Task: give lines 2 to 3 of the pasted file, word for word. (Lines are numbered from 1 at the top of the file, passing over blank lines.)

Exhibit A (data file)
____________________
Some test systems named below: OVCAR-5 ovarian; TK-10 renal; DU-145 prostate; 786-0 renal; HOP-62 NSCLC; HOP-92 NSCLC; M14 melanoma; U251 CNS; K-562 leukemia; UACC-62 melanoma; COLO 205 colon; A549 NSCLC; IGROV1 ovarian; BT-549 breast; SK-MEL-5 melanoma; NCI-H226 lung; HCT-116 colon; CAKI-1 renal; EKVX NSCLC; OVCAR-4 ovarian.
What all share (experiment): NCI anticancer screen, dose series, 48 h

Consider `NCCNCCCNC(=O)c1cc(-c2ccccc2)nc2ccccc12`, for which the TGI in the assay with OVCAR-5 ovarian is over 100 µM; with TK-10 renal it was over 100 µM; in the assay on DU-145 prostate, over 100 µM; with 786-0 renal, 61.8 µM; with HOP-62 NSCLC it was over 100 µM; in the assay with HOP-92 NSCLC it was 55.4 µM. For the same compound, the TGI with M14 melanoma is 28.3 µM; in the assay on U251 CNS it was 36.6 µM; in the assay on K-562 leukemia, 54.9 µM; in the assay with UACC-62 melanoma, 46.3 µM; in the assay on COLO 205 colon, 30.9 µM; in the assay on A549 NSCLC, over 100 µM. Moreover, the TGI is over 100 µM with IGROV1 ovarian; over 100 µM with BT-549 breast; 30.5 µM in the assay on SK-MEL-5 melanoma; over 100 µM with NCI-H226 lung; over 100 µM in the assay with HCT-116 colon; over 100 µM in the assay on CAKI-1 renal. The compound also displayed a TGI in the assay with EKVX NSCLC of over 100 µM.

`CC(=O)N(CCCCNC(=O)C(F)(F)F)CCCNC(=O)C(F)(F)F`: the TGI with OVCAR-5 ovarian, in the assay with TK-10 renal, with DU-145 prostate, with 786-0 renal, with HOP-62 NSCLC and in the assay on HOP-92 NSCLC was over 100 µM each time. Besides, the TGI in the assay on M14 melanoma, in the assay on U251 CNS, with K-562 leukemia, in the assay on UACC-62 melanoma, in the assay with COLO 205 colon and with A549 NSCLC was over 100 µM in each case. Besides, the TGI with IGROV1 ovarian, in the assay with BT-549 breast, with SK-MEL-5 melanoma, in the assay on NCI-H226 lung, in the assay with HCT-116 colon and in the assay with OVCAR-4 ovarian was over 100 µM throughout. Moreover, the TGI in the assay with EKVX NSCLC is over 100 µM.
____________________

What all share (experiment): NCI anticancer screen, dose series, 48 h

Consider `NCCNCCCNC(=O)c1cc(-c2ccccc2)nc2ccccc12`, for which the TGI in the assay with OVCAR-5 ovarian is over 100 µM; with TK-10 renal it was over 100 µM; in the assay on DU-145 prostate, over 100 µM; with 786-0 renal, 61.8 µM; with HOP-62 NSCLC it was over 100 µM; in the assay with HOP-92 NSCLC it was 55.4 µM. For the same compound, the TGI with M14 melanoma is 28.3 µM; in the assay on U251 CNS it was 36.6 µM; in the assay on K-562 leukemia, 54.9 µM; in the assay with UACC-62 melanoma, 46.3 µM; in the assay on COLO 205 colon, 30.9 µM; in the assay on A549 NSCLC, over 100 µM. Moreover, the TGI is over 100 µM with IGROV1 ovarian; over 100 µM with BT-549 breast; 30.5 µM in the assay on SK-MEL-5 melanoma; over 100 µM with NCI-H226 lung; over 100 µM in the assay with HCT-116 colon; over 100 µM in the assay on CAKI-1 renal. The compound also displayed a TGI in the assay with EKVX NSCLC of over 100 µM.